This fall The Mars Volta released their third full-length studio album, Amputechture. Not only has this band become a significant force in progressive music in both mainstream and underground contexts, but also their music has a certain self-commending power that transcends even their current cultural hipness. Whatever one thinks about The Mars Volta, listening to their songs is anything but a forgettable experience.
Amputechture takes the band to new heights of creativity precisely by seamlessly melding structure and improvisation. So much improvised rock music merely drags out a repetitive structure upon which it builds improvised instrumentation. Not The Mars Volta. Songs vary in length according to sensible song structures. In other words, the songs have parts, not just verse-chorus-solo plodding.
Of course, all this could be said of all the best representatives of the progressive rock genre. The difference with The Mars Volta is that they have a groove and drive that is often absent from the expansive sound-scapes of their genre-predecessors. Only King Crimson is comparable in sheer force of sound and deep sense of groove. And this grove is borne out of more than just Jazz and Latin instrumentation. Even the guitar has an earthiness to it that prevents The Mars Volta from merely being an eclectic experiment. They actually have a sound: angular yet groovy, driving yet smooth.
A significant aspect of any band's sound is its vocals. And this will be the make or break factor for many listeners. For those who have been schooled in any high-pitched vocal style and understand its juxtaposition with low-end rhythm instrumentation will find nothing objectionable in this department. But any new listener must be forewarned of the abrasiveness of the vocals.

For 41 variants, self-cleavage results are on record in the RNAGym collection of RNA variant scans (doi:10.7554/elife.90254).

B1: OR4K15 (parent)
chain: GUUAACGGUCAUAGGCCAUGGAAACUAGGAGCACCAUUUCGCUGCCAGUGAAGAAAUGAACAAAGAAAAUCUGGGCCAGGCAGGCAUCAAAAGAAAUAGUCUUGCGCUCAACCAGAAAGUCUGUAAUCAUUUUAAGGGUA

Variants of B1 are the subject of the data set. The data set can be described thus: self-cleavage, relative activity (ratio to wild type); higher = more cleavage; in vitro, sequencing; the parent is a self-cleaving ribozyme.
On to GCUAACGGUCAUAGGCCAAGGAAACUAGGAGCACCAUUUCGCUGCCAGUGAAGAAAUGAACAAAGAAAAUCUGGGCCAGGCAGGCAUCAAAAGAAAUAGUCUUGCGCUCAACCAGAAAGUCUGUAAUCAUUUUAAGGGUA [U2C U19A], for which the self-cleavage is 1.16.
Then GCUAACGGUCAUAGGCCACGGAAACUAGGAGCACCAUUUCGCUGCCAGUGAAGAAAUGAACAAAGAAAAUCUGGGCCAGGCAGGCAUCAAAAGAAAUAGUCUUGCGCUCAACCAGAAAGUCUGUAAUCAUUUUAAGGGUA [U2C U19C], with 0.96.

Lastly, a general comment is in order. Does The Mars Volta signal a new era in progressive rock? Although I would welcome such a revival, I do not see any such development on the horizon. Yes, there will be a flock of bands working in this genre in the next few years. But there will be no new era of progressive rock. The co-existence of The Mars Volta alongside The White Stripes on the one side and The Killers on the other shows that rock music has the potential to sustain fragmentary and apparently contradictory genre-movements. All three bands are working within a distinct genre-revival. But these "revivals" do not work successively but simultaneously.
The point of this observation is that just fragmentation is nothing new to rock. There will be no second era of progressive rock precisely because there was no first era of progressive rock. The time of early Yes, Genesis and King Crimson was also the Singer-Songwriter revolution. There are no "periods" except those created by music critics. Genres co-exist and co-mingle with a freedom that often confuses the self-proclaimed sophisticated listener. What we need to learn is that there is no law requiring genre-loyalty. Perhaps the emergence of The Mars Volta in the midst of this decade's garage and pop revival will serve to free us from such narrowness.